Background Most cervical dissections are treated with anticoagulation or antiplatelet agents with very good results; however, some patients may benefit from endovascular intervention. High cervical and skull base dissections are often more challenging to treat because of the distal location and tortuous anatomy. The Pipeline Embolization Device (PED) may be a reasonable treatment option for this indication.
Objectives To report a case series of patients treated with the PED for high cervical and skull base dissections, focusing on their presentation, indications for treatment, dissection revascularization success, and pseudoaneurysm obliteration evaluated by imaging, and to review available pertinent literature.
Methods We retrospectively reviewed all cases of high cervical and skull base dissections treated with a PED at our institution. Patient clinical characteristics, presentation, procedural and follow-up imaging, and clinical course were analyzed to evaluate for procedure complications, dissection revascularization success, pseudoaneurysm obliteration, and clinical outcome.
Results This is a retrospective case series including 11 patients with 13 carotid dissections treated in our center. There were nine traumatic and four spontaneous dissections. The most common presentation was cerebrovascular accident/transient ischemic attack (CVA/TIA; 5 patients) and headache/face pain (4 patients). Eleven dissections were associated with pseudoaneurysms. Three patients failed medical management with anticoagulation, although flow-limiting stenosis was the main indication for endovascular intervention. Up to three PEDs per vessel were deployed. Angioplasty was used in 10 cases. Complete revascularization (<10% residual stenosis) was achieved in 91% of vessels and 50% of pseudoaneurysms were completely or near completely obliterated immediately after PED(s) deployment. Proximal iatrogenic dissection was the only intraoperative complication. Follow-up imaging was available for nine treated vessels and demonstrated patent PEDs without significant in-stent stenosis up to 9 months after intervention. 75% of pseudoaneurysms were completely obliterated at follow-up. One PED partially collapsed but had no neurological consequences. There were no new CVA/TIAs.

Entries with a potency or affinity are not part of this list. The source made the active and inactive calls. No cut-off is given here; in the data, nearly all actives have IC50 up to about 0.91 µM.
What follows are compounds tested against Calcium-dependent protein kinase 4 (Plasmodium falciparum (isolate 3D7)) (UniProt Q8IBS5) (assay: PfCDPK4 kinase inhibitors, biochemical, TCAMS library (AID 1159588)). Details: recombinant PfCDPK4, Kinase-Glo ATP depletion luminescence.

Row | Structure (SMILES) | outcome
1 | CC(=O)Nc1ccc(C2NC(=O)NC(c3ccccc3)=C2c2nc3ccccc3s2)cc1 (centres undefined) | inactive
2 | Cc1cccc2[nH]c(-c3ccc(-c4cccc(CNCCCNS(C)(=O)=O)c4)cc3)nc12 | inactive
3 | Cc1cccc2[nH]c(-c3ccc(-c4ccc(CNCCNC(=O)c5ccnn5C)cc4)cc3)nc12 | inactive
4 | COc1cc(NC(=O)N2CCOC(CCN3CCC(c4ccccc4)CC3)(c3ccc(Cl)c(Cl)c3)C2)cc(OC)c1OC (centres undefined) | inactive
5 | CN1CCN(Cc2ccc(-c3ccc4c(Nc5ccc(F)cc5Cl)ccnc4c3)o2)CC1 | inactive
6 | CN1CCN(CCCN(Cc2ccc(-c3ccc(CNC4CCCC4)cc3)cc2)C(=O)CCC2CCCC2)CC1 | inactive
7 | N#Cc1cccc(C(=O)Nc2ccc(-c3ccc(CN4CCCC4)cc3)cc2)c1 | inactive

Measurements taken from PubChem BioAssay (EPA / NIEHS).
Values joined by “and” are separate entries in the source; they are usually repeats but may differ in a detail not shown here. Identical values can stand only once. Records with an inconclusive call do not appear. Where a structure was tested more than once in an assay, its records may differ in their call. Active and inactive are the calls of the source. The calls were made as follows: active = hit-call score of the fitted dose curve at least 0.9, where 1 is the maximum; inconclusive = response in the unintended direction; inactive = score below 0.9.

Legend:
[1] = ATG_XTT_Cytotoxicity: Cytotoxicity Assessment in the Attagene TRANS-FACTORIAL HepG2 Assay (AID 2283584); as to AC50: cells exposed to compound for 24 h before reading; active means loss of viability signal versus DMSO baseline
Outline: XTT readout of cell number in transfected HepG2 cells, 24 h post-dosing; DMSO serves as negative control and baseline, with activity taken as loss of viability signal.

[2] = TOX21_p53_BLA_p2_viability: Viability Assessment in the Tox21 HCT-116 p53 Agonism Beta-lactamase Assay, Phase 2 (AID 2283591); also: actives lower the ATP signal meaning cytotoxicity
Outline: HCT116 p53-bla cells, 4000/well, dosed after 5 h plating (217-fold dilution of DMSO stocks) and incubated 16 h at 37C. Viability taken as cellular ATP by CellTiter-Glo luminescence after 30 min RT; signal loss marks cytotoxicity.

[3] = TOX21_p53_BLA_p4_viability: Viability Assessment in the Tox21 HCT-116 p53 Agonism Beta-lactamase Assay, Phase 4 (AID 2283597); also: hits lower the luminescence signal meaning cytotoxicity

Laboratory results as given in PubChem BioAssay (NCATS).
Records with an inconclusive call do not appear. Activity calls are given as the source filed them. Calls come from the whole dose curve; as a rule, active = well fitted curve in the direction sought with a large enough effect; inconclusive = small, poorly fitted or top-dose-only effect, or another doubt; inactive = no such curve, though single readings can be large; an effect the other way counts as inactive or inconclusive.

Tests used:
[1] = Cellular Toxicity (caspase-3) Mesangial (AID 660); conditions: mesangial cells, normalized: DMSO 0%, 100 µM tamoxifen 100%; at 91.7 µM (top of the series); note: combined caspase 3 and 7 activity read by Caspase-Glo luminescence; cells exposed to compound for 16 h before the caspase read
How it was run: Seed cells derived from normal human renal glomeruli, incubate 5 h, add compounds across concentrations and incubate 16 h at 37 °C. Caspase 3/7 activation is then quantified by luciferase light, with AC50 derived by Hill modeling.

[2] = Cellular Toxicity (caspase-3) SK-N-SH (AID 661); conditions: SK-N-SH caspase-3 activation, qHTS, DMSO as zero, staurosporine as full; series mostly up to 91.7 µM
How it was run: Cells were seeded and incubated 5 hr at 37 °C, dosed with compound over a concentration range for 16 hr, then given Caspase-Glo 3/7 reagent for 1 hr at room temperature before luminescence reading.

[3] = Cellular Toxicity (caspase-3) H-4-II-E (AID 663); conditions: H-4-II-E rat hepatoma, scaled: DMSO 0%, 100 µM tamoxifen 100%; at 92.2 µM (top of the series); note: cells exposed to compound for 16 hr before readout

Conclusions Our initial experience with treatment of high cervical and skull base dissections with the PED appears to show that this technique may be a safe and viable treatment option. However, long-term results are needed to fully evaluate the efficacy of such treatment.
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